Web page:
100% South African made Quality Outdoor Apparel Footwear; Head-wear; Belts; Travel Gear Genuine Full-grain and Suede leather 100% locally sourced heavy-weight cotton canvas. Available from leading national and international retailers NEW DEVELOPMENT: Special anti-tracking boot sole developed for Kruger Park’s Rhino Anti-poaching unit.

A star-studded line-up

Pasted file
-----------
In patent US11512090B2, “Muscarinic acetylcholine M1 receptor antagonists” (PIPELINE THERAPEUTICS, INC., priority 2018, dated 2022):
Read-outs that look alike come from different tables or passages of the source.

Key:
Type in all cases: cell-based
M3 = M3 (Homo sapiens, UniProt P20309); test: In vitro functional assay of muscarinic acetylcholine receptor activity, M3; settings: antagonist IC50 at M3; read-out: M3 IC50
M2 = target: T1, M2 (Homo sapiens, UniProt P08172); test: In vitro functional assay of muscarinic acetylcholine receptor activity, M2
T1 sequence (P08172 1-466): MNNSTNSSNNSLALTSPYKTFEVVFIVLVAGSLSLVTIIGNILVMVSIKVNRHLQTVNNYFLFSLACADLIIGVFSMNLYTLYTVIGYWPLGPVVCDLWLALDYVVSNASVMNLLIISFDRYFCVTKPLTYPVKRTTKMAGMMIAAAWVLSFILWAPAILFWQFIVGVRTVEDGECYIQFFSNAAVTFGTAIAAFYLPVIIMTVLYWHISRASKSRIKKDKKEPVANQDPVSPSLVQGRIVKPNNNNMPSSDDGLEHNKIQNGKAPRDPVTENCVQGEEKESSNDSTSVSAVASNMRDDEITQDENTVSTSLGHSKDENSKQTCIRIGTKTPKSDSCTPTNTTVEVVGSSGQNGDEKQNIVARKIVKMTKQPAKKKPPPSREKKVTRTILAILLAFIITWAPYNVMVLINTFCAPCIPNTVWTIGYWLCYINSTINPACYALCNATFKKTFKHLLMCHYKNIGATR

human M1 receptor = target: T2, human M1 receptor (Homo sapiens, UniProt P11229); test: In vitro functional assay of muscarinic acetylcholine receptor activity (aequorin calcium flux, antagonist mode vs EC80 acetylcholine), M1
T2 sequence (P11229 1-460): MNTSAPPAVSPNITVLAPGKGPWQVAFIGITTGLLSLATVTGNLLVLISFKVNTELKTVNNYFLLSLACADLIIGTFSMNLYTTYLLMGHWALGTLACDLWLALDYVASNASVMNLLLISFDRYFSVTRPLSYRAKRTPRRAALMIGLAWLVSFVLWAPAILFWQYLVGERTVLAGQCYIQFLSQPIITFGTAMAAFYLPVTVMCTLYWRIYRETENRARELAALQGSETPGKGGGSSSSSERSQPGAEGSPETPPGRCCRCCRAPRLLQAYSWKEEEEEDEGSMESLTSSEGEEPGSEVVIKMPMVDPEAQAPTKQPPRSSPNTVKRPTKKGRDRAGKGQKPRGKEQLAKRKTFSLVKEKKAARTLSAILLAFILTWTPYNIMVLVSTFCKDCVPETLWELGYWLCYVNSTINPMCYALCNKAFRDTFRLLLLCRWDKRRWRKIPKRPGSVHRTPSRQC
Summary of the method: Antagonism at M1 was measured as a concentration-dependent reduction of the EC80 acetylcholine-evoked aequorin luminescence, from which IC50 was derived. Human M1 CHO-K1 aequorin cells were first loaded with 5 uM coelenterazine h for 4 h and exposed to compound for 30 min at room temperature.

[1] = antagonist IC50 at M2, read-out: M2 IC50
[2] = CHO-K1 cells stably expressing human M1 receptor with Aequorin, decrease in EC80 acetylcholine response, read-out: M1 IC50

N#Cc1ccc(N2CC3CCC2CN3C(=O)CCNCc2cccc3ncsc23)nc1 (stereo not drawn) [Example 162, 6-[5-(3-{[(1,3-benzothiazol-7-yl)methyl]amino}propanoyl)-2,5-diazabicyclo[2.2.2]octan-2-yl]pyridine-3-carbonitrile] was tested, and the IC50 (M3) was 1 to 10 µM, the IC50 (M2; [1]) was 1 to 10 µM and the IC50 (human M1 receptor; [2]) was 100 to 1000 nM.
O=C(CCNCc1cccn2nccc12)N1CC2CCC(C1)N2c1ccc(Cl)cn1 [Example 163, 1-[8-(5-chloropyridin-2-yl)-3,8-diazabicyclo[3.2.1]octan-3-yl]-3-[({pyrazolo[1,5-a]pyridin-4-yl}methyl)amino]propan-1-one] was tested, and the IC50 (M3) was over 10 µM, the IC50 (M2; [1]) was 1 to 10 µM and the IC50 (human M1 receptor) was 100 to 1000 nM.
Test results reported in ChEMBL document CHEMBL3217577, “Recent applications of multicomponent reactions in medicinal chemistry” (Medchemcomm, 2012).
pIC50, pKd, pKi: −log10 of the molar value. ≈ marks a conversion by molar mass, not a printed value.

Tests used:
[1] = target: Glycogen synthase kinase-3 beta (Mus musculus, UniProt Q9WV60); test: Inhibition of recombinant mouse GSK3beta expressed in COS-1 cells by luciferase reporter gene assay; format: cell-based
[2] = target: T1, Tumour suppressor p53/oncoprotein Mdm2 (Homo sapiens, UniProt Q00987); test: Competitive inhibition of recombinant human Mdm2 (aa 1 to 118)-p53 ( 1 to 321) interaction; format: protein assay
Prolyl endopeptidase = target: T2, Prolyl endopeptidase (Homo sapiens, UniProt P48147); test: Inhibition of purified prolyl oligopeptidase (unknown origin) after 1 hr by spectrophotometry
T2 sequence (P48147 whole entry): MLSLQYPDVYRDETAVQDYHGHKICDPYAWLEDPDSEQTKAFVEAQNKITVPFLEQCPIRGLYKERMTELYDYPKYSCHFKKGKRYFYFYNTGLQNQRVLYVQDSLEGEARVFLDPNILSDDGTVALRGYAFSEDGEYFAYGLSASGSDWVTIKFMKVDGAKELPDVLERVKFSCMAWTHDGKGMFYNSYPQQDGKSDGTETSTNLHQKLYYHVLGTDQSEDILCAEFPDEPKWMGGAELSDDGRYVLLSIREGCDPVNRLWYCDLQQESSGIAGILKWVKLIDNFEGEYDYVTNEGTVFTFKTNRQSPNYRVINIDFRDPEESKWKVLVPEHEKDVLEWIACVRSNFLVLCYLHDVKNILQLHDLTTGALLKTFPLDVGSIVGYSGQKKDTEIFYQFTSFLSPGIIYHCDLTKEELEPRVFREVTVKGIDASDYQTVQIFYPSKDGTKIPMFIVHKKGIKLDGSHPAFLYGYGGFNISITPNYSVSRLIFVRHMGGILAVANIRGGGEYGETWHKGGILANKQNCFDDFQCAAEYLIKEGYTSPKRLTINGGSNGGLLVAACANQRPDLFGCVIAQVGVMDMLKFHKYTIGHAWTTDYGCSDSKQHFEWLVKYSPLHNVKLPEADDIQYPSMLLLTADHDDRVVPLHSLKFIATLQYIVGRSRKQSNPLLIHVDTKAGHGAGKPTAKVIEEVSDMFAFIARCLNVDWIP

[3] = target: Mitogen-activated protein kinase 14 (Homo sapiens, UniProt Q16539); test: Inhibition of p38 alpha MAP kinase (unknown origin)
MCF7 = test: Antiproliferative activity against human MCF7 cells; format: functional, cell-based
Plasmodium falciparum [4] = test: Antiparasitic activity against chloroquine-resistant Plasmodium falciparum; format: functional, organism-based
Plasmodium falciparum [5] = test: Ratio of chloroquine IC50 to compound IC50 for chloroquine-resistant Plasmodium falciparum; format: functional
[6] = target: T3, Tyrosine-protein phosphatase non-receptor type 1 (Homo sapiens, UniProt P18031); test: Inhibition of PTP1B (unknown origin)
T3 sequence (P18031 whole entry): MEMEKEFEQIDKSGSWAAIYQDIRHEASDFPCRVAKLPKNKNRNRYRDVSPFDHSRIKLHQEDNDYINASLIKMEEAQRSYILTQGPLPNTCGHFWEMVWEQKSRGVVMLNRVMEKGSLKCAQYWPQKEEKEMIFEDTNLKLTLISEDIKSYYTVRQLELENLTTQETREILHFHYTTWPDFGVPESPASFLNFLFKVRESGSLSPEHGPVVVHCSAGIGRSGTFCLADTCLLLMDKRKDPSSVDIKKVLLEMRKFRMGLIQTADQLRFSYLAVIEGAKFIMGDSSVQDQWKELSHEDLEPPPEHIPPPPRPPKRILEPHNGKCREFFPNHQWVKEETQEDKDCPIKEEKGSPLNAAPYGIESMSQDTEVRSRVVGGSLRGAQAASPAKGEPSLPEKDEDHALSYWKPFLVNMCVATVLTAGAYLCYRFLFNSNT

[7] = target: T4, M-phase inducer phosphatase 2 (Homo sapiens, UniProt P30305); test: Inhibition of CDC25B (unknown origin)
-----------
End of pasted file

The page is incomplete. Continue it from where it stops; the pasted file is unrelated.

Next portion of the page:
The 2012/2013 season of Old Mutual Summer Sunset concerts promises to be a year of memorable musicians – not least because it is a celebration of 21 years of concerts and the Centenary of the Kirstenbosch National Botanical Garden. This season, which launched on 25 November 2012 and which will continue through until 7 April 2013, brings with it music that transcends all ages and genres. This year’s line-up welcomes back old favourites: Mango Groove, Zebra and Giraffe, Prime Circle, Arno Carstens, The Parlotones, Jimmy Dludlu, Freshlyground, Goldfish and Natasha Meister; and introduces some hot new acts who will thrill audiences. The third instalment of the Cape Town Folk & Acoustic Music Festival is live on stage in February, featuring Ard Matthews, Steve Newman, Guy Buttery and Nibs van der Spuy, Andrew James and Steady Tiger, Digby and The Lullaby, Robin Auld and Wendy Oldfield and Tombstone Pete. For classical music lovers, the Cape Town International Music Festival will feature internationally acclaimed French violinist Philippe Graffin. What better way to end the summer series on 7 April than with world music icon Johnny Clegg as he brings the ‘scatterlings’ of Africa together. A dancer, anthropologist, singer, songwriter, academic, activist and French knight, he has become one of South Africa’s greatest musical exports and an untiring cultural ambassador for the new South Africa. Plan ahead to pack a picnic; spread your blanket, gather your friends and spend Sunday afternoon under the African sky surrounded by unsurpassed beauty and appreciating the best in hot music. The Old Mutual Summer Sunset Concerts take place at Kirstenbosch National Botanical Garden (Cape Town) on Sundays from 17h30 to 19h00. Gates open at 16h00. For further information and ticket prices, visit or www.oldmutual. Tickets can be booked on www.